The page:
Nottingham City Council elections

Nottingham is a unitary authority in Nottinghamshire, England. Until 1 April 1998 it was a non-metropolitan district.

Nottingham Girls' Academy

Nottingham Girls' Academy (formerly Manning Comprehensive School) is a girls' secondary school and sixth form with academy status, located in the Aspley area of Nottingham in the English county of Nottinghamshire.Previously a community school administered by Nottingham City Council, Manning Comprehensive School converted to academy status on 1 September 2011 and was renamed Nottingham Girls' Academy. The school is sponsored by the Greenwood Dale Foundation Trust, however Nottingham Girls' Academy continues to coordinate with Nottingham City Council for admissions.

Nottingham Girls' Academy offers GCSEs and BTECs as programmes of study for pupils, while students in the sixth form have the option to study from a range of A Levels and further BTECs.

Nottingham Industrial Museum

Nottingham Industrial Museum is situated in part of the 17th-century stables block of Wollaton Hall, located in a suburb of the city of Nottingham.

The museum won the Nottinghamshire Heritage Site of the Year Award 2012, a local accolade issued by Experience Nottinghamshire, an organisation funded variously by Nottingham City Council, Nottinghamshire County Council and other sources.The Museum collection closed in 2009 after Nottingham City Council withdrew funding, but has since reopened at weekends and bank holidays, helped by a £91,000 government grant. Now a volunteer-run organisation, the museum aims to be self-financing and charges for entry with higher fees at steaming events.The museum contains a display of local textiles machinery, transport, telecommunications, mining and engineering technology. There is a display of cycles, motorcycles, and motor cars. There are examples of significant lace-making machinery. It also houses an operational beam engine, from the Basford pumping station.

Nottingham Royal Concert Hall

Nottingham Royal Concert Hall is a concert hall in the English city of Nottingham. It is owned by Nottingham City Council and is part of a complex that also includes the city's Theatre Royal. The Royal Concert Hall's striking modern architecture has proved to be a city landmark at the heart of Nottingham City Centre, opposite the more recently built The Cornerhouse complex.The concert hall is served by the adjacent Royal Centre tram stop on the Nottingham Express Transit.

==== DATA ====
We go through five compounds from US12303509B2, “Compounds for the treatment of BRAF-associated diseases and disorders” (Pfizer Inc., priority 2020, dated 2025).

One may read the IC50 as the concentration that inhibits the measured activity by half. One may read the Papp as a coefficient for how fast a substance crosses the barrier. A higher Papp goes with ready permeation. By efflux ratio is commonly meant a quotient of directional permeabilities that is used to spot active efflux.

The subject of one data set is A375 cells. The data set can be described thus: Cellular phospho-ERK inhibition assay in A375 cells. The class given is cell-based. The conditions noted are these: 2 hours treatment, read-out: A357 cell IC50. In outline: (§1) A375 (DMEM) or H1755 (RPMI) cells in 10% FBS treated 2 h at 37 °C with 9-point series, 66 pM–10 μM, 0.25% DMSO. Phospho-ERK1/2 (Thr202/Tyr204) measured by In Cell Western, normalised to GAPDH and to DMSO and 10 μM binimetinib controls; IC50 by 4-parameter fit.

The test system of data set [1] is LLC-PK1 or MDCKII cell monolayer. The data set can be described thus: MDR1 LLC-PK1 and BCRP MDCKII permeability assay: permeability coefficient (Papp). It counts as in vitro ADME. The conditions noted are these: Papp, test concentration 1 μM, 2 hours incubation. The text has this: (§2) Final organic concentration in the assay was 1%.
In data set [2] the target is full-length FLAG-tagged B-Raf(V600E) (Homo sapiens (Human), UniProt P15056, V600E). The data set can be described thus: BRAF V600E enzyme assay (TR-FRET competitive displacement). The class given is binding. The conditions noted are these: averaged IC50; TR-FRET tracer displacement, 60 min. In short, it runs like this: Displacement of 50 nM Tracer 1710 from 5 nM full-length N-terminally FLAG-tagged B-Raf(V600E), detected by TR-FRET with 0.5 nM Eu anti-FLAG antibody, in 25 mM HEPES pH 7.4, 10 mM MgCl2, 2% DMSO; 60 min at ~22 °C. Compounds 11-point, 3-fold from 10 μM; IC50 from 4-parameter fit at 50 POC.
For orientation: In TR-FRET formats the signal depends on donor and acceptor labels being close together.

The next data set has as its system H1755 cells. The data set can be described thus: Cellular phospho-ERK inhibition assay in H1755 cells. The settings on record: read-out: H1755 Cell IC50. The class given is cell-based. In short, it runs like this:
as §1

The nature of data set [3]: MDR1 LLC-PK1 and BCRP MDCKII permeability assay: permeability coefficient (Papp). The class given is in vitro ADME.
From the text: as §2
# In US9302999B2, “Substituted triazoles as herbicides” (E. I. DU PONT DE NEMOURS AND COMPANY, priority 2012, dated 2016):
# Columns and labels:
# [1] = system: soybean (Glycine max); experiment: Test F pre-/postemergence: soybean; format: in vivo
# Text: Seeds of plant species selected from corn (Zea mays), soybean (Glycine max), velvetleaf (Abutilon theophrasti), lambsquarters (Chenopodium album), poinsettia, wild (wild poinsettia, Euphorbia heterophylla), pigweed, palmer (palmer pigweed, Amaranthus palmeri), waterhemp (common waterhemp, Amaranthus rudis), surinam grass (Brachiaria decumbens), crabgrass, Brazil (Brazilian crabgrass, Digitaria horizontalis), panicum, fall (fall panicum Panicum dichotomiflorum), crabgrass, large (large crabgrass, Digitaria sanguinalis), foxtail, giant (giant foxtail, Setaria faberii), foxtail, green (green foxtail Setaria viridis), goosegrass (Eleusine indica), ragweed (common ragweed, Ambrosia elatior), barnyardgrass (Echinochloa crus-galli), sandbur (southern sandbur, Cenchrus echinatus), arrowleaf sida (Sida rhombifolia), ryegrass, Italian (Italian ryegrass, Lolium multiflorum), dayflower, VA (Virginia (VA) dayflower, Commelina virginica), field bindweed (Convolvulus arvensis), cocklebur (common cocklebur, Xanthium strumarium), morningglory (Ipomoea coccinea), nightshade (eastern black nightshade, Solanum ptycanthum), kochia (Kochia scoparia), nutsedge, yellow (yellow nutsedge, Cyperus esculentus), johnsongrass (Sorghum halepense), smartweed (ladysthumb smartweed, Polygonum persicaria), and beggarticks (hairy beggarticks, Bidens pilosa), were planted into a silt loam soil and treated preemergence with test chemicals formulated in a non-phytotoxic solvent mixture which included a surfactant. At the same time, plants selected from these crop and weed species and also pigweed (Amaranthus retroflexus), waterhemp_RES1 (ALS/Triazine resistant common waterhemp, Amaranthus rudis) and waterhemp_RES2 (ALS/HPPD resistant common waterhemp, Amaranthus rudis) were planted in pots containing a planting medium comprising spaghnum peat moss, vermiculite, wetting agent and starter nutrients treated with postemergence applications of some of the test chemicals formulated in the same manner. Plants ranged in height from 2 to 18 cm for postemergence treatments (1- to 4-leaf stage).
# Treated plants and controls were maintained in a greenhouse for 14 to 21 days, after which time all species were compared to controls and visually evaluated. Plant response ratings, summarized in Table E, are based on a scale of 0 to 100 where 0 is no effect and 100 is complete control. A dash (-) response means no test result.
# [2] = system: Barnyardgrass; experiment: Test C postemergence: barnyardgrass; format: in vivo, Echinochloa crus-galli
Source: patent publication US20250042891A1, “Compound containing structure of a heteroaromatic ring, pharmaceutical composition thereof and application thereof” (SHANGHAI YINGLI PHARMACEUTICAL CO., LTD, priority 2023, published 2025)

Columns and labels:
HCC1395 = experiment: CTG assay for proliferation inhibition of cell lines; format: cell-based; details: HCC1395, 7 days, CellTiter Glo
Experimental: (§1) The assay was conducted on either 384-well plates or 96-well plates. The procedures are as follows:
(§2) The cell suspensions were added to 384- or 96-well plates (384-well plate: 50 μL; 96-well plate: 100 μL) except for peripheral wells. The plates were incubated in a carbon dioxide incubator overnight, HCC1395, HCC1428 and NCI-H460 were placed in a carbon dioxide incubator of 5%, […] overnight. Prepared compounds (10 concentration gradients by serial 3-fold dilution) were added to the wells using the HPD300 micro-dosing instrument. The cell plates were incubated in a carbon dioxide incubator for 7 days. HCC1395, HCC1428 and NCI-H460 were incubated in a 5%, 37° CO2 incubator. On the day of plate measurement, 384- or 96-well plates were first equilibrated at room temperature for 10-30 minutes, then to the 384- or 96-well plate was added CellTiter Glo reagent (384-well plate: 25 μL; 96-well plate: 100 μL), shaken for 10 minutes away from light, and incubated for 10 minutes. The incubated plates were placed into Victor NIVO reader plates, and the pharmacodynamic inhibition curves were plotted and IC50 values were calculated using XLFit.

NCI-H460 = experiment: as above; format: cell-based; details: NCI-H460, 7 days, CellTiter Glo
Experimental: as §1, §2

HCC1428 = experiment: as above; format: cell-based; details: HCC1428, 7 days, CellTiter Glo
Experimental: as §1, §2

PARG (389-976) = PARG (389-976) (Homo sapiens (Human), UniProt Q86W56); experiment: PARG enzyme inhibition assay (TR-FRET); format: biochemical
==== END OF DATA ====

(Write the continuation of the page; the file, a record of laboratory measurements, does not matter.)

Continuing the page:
Nottingham station

Nottingham station, briefly known as Nottingham City and for rather longer as Nottingham Midland, is a railway station and tram stop in the city of Nottingham. It is the principal railway station of the city of Nottingham and the Greater Nottingham area. It is also a nodal point on the city's tram system, with a tram stop that was originally called Station Street but is now known as Nottingham Station.

The station was first built by the Midland Railway in 1848, and rebuilt by them in 1904, with much of the current building dating from that later date. It is now owned by Network Rail but managed by East Midlands Trains. Besides trains of that company, it is also served by CrossCountry and Northern trains, and by Nottingham Express Transit (NET) trams.

The station was one of several that once served the city. Amongst these were the city centre stations of Nottingham Victoria, on the Great Central Railway, and Nottingham London Road, on the Great Northern Railway, which are both now closed. A number of more minor stations served locations outside the city centre, but the only such station to remain open within the city boundaries is Bulwell. On 12 January 2018, the newly renovated buildings were badly damaged by fire.

Nottinghamshire Fire and Rescue Service

Nottinghamshire Fire and Rescue Service is the statutory fire and rescue service covering Nottinghamshire (including the unitary authority of Nottingham) in the East Midlands of England.

The City of Nottingham Fire Brigade and the Nottinghamshire Fire Brigade were created under the Fire Services Act 1947.

In 1974 the two brigades were merged. Since 1998 when Nottingham became a separate local government area, the service has been run by a joint fire authority made up of councillors from Nottingham City Council and Nottinghamshire County Council.

Robin Hood Energy